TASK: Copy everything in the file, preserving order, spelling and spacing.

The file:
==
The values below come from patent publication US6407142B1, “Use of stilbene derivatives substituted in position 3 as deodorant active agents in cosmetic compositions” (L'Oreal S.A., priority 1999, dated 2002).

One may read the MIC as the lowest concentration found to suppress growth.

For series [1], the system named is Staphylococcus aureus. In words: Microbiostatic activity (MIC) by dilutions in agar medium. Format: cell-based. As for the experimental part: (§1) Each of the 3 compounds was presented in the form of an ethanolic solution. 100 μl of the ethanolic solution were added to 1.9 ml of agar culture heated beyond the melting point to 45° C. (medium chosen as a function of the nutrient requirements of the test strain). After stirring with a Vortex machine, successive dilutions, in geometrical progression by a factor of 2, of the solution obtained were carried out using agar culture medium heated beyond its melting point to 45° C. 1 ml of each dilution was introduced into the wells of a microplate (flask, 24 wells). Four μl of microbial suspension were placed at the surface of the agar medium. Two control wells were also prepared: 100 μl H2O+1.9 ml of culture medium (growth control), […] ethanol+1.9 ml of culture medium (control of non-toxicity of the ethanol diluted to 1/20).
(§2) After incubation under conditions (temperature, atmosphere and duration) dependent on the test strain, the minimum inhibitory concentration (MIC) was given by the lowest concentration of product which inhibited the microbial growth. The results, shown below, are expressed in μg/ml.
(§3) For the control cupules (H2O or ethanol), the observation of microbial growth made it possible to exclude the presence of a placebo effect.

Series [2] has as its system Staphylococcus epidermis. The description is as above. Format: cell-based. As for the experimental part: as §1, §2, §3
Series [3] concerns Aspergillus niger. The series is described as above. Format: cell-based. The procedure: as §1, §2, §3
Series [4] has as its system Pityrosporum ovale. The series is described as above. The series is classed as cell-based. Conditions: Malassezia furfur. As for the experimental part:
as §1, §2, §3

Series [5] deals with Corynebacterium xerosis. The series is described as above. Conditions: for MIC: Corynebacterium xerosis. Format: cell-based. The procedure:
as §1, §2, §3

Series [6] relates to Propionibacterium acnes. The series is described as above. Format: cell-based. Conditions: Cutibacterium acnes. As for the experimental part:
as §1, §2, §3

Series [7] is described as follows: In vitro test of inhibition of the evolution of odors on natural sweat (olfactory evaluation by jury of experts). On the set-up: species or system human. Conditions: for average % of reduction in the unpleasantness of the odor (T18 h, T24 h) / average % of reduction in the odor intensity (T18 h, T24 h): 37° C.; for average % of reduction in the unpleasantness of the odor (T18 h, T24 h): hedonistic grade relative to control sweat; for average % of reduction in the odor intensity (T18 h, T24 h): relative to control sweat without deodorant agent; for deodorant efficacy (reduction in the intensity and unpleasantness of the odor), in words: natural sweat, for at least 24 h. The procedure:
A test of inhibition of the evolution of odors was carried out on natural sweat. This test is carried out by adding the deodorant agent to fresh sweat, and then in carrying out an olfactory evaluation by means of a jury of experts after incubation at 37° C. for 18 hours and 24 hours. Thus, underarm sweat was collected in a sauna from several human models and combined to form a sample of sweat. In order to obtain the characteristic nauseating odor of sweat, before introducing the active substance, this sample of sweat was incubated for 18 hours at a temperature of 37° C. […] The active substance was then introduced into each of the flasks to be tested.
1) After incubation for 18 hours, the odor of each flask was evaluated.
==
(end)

The values below come from patent publication US6407142B1, “Use of stilbene derivatives substituted in position 3 as deodorant active agents in cosmetic compositions” (L'Oreal S.A., priority 1999, dated 2002).

One may read the MIC as the lowest concentration found to suppress growth.

For series [1], the system named is Staphylococcus aureus. In words: Microbiostatic activity (MIC) by dilutions in agar medium. Format: cell-based. As for the experimental part: (§1) Each of the 3 compounds was presented in the form of an ethanolic solution. 100 μl of the ethanolic solution were added to 1.9 ml of agar culture heated beyond the melting point to 45° C. (medium chosen as a function of the nutrient requirements of the test strain). After stirring with a Vortex machine, successive dilutions, in geometrical progression by a factor of 2, of the solution obtained were carried out using agar culture medium heated beyond its melting point to 45° C. 1 ml of each dilution was introduced into the wells of a microplate (flask, 24 wells). Four μl of microbial suspension were placed at the surface of the agar medium. Two control wells were also prepared: 100 μl H2O+1.9 ml of culture medium (growth control), […] ethanol+1.9 ml of culture medium (control of non-toxicity of the ethanol diluted to 1/20).
(§2) After incubation under conditions (temperature, atmosphere and duration) dependent on the test strain, the minimum inhibitory concentration (MIC) was given by the lowest concentration of product which inhibited the microbial growth. The results, shown below, are expressed in μg/ml.
(§3) For the control cupules (H2O or ethanol), the observation of microbial growth made it possible to exclude the presence of a placebo effect.

Series [2] has as its system Staphylococcus epidermis. The description is as above. Format: cell-based. As for the experimental part: as §1, §2, §3
Series [3] concerns Aspergillus niger. The series is described as above. Format: cell-based. The procedure: as §1, §2, §3
Series [4] has as its system Pityrosporum ovale. The series is described as above. The series is classed as cell-based. Conditions: Malassezia furfur. As for the experimental part:
as §1, §2, §3

Series [5] deals with Corynebacterium xerosis. The series is described as above. Conditions: for MIC: Corynebacterium xerosis. Format: cell-based. The procedure:
as §1, §2, §3

Series [6] relates to Propionibacterium acnes. The series is described as above. Format: cell-based. Conditions: Cutibacterium acnes. As for the experimental part:
as §1, §2, §3

Series [7] is described as follows: In vitro test of inhibition of the evolution of odors on natural sweat (olfactory evaluation by jury of experts). On the set-up: species or system human. Conditions: for average % of reduction in the unpleasantness of the odor (T18 h, T24 h) / average % of reduction in the odor intensity (T18 h, T24 h): 37° C.; for average % of reduction in the unpleasantness of the odor (T18 h, T24 h): hedonistic grade relative to control sweat; for average % of reduction in the odor intensity (T18 h, T24 h): relative to control sweat without deodorant agent; for deodorant efficacy (reduction in the intensity and unpleasantness of the odor), in words: natural sweat, for at least 24 h. The procedure:
A test of inhibition of the evolution of odors was carried out on natural sweat. This test is carried out by adding the deodorant agent to fresh sweat, and then in carrying out an olfactory evaluation by means of a jury of experts after incubation at 37° C. for 18 hours and 24 hours. Thus, underarm sweat was collected in a sauna from several human models and combined to form a sample of sweat. In order to obtain the characteristic nauseating odor of sweat, before introducing the active substance, this sample of sweat was incubated for 18 hours at a temperature of 37° C. […] The active substance was then introduced into each of the flasks to be tested.
1) After incubation for 18 hours, the odor of each flask was evaluated.